Eco-Journey is the blog of the Environmental Ministries Office of the Presbyterian Church (U.S.A.). It includes a wide array of environmental topics: upcoming environmental events, links to interesting articles and studies, information on environmental advocacy, eco-theology topics, and success stories from churches that are going “green.”
Author Rebecca Barnes is the Associate for Environmental Ministries at the PC(USA). She is a graduate of Louisville Presbyterian Theological Seminary with an MDiv and Master of Arts in Religion (MAR) dual degree.
The annual Treading Lightly for Lent calendar was uploaded last week. If you missed it, it's not too late to add these daily action-reflection suggestions into your other Lenten disciplines! Download your Treading Lightly for Lent calendar here. (If you prefer a Word document, and want to cut/paste it to share with others, here is the Word document version of Treading Lightly.)
So far for me this Lent, I am finding it a spiritual practice in and of itself to learn of, and pay attention to, all the many wonderful Lenten resources out there this year. It seems to be a growing movement to connect our inward spiritual disciplines to the broader world that God created and loves.
I have shared with many of you the traditional Lenten resources that I have recommended for years:
This week Village Church's Environmental Action Committee launched its Stop Using Bottled Water during Lent campaign. Following the example of campaigns by the Green Team at Platt Woods UMC in 2012 and by the Earth Shepherds at Second Presbyterian Church in 2013, EAC has placed signs at Drinking Fountains and at Lavatories around the church urging folks to "Stop Using Bottled Water!"
Specifically, our message is this:
Heal the Earth. Save its People. Conserve Water.
Clean Water is a Human Right.
(One 16.9-ounce bottle of water requires 1.5 gallons of tap water)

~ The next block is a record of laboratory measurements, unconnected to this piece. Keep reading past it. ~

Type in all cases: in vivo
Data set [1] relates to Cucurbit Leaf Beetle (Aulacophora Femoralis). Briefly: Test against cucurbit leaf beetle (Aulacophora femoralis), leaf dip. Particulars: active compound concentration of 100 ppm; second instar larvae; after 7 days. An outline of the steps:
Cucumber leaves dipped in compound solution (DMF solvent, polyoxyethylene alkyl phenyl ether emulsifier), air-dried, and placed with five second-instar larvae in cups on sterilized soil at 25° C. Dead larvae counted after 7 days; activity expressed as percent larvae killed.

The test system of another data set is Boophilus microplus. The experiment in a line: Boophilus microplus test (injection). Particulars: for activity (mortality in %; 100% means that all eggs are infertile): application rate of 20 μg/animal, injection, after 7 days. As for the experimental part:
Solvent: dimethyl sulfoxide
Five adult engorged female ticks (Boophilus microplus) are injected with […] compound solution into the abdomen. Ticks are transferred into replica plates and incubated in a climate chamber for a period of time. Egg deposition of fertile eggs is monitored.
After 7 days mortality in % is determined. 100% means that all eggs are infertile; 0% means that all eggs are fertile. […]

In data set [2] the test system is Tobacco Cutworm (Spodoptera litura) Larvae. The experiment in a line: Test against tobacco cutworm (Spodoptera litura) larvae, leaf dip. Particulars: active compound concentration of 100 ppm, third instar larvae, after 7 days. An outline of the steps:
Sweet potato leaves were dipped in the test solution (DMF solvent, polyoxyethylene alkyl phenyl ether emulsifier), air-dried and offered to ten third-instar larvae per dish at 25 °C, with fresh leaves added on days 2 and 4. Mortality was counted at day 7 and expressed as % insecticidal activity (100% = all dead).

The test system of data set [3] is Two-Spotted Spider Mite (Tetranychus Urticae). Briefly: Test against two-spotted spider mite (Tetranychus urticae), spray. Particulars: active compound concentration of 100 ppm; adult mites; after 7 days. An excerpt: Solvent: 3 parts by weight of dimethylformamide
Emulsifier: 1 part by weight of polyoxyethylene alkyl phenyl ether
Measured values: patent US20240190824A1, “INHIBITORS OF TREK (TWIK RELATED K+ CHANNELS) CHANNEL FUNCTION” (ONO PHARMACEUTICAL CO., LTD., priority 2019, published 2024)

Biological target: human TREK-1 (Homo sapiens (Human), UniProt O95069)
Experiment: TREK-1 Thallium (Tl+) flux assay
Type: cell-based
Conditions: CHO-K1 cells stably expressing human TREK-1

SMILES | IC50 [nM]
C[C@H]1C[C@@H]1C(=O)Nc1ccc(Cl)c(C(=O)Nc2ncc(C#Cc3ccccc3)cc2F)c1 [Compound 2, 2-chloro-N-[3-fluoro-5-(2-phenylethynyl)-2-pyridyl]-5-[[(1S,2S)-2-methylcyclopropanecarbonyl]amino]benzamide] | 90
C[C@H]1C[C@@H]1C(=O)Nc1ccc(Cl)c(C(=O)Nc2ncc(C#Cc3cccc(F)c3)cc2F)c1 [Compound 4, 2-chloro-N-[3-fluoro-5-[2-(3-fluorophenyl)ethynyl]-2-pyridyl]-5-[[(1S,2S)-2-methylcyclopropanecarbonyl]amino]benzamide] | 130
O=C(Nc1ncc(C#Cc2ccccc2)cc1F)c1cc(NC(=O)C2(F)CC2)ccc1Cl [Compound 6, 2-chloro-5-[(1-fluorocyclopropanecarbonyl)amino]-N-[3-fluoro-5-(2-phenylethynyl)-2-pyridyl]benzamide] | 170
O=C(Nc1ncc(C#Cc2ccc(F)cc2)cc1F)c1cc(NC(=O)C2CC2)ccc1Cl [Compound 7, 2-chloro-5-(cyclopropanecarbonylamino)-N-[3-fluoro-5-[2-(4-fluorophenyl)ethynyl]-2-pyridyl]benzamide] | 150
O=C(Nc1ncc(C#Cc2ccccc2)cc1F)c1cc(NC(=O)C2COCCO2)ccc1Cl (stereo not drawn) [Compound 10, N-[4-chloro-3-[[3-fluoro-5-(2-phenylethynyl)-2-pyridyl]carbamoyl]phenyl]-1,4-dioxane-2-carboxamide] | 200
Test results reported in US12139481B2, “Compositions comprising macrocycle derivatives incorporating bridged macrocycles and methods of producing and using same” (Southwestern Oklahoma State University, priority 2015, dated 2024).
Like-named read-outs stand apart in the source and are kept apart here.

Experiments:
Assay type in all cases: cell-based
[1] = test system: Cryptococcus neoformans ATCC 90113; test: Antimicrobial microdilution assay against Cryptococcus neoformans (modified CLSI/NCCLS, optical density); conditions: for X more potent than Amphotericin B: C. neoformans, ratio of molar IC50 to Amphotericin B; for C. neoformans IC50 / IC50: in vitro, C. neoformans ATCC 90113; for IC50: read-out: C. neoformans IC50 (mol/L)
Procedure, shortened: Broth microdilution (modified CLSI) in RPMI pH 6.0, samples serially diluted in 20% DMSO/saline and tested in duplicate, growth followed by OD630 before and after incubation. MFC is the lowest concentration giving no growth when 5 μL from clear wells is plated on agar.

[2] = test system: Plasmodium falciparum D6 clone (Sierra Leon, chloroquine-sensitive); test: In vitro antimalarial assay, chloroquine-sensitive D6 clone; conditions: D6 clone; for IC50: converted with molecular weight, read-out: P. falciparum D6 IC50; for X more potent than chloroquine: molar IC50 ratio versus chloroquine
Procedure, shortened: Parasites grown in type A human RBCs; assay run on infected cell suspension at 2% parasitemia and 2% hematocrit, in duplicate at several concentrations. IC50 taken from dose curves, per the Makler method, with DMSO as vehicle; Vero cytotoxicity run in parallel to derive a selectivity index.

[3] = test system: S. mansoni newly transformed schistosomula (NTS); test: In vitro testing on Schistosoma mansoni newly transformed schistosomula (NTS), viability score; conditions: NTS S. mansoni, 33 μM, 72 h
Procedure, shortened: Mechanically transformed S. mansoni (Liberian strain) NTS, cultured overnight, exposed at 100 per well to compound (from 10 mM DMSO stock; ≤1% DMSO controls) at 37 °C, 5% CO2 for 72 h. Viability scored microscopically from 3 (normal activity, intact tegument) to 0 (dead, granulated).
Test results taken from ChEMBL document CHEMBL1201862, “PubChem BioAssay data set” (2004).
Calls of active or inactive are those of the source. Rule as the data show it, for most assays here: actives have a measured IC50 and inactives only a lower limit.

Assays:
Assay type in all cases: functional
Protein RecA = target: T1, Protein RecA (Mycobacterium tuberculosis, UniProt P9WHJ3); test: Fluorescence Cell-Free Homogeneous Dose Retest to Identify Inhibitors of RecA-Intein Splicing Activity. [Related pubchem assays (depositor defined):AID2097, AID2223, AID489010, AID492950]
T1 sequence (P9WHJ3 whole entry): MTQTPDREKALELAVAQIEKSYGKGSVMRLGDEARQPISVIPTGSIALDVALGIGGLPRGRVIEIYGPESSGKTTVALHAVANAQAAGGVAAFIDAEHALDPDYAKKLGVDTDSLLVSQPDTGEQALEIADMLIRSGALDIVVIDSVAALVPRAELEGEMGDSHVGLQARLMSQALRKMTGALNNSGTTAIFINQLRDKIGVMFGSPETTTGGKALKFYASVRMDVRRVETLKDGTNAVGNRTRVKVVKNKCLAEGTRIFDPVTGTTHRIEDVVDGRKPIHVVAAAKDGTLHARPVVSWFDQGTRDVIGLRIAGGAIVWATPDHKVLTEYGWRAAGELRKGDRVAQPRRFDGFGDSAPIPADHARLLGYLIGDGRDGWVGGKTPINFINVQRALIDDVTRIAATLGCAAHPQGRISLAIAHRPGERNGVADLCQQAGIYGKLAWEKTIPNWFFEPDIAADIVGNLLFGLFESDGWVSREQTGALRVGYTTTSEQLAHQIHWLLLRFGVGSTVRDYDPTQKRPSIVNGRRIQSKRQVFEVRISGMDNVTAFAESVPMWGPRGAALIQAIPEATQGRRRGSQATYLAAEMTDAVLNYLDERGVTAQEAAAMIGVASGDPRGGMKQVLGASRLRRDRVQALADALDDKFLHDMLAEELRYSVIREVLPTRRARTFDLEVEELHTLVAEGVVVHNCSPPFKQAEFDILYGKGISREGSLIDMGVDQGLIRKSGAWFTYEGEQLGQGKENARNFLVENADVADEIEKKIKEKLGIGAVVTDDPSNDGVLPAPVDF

FOR LENT, STOP USING BOTTLED ...
The 2013 daily calendar "Tread Lightly for Lent" is now available for download. Click here to learn more. Individuals and congregations alike are invited to use this resource as a daily reminder that drawing close to God and caring for God's earth go hand in hand. May your Lenten season be blessed!
On the verge of Ash Wednesday, have you thought about how God calls you to remember your "dust-ness" in this holy time? Might there be a practice you could take on during Lent in order to deepen your care for, and relationship to, God's good earth? Click here to read more thoughts of "Earth Care as Lenten Practice."
Once again, grassroots network Presbyterians for Earth Care has produced a timely, thoughtful, and helpful resource to help us think and pray about creation care as part of the Lenten season. This 2012 Lenten devotional resource is called "Feasting on God's Gifts; Fasting in Sorrow," and includes reflections for Ash Wednesday, for each week of Lent, Palm Sunday, Maundy Thursday, Good Friday, and Easter Sunday.
Presbyterian pastor Carolyn Gillette was commissioned to write a new set of hymns for Lent by The Presbyterian Outlook magazine. (They have posted the new hymn texts on their web site.)
The hymn for the first Sunday in Lent is based on Genesis 9, with its creation care themes. Carolyn gives permission for free use this hymn to any congregation that supports PCUSA Environmental Ministries.
Thanks to Carolyn for this wonderful music ministry!
As part of the season of Lent, Environmental Ministries is offering "Tread Lightly for Lent," a simple, daily calendar that encourages Presbyterians to reflect theologically about ecojustice and to take action on issues such as water, land, air, people, and other species. Each of the 40 days of Lent has a topic to think about, or do some movement towards, eco-justice. Resource can be used individually as well as in a congregational setting. To download this 2 page resource (if printed back to back), go to:
Created by a faith-based organization in Louisville, KY "Lent 4.5" is an interesting seven-week study process that encourages us to live into Christian simplicity. Through the study, issues explored include food, consumption, water, energy, gratitude & generosity. Click here to learn more.